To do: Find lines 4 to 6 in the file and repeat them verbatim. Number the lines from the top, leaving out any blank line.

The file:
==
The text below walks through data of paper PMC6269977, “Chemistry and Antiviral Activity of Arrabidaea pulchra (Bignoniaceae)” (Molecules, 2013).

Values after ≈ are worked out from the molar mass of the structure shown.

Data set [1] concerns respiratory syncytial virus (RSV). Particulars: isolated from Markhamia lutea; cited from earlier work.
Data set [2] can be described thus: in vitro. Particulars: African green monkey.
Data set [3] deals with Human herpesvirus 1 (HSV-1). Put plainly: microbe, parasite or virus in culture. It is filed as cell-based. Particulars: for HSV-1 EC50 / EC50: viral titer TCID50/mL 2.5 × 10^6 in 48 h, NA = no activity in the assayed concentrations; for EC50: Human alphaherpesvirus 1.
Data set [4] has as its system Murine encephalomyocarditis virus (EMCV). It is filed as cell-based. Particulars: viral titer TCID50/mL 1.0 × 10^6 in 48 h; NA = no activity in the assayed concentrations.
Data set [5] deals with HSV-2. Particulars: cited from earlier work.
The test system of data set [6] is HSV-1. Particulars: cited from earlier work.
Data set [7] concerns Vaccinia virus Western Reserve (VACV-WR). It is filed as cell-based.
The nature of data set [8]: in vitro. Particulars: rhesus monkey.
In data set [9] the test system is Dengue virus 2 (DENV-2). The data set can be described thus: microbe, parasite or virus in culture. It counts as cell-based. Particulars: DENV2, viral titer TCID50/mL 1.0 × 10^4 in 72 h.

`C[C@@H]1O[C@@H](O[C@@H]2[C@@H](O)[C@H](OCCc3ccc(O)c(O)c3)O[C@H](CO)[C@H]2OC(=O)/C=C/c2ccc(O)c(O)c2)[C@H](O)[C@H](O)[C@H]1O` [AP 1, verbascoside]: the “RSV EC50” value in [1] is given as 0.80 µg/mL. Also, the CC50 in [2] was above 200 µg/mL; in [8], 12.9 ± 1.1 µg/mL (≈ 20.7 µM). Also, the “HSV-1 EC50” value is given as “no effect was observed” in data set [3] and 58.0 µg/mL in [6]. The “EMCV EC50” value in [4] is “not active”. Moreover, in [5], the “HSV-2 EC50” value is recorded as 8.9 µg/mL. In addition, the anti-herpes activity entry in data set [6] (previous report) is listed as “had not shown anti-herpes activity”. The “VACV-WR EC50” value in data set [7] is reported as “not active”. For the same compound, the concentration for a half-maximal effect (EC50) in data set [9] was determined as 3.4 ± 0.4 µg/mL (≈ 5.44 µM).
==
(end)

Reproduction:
Data set [2] can be described thus: in vitro. Particulars: African green monkey.
Data set [3] deals with Human herpesvirus 1 (HSV-1). Put plainly: microbe, parasite or virus in culture. It is filed as cell-based. Particulars: for HSV-1 EC50 / EC50: viral titer TCID50/mL 2.5 × 10^6 in 48 h, NA = no activity in the assayed concentrations; for EC50: Human alphaherpesvirus 1.
Data set [4] has as its system Murine encephalomyocarditis virus (EMCV). It is filed as cell-based. Particulars: viral titer TCID50/mL 1.0 × 10^6 in 48 h; NA = no activity in the assayed concentrations.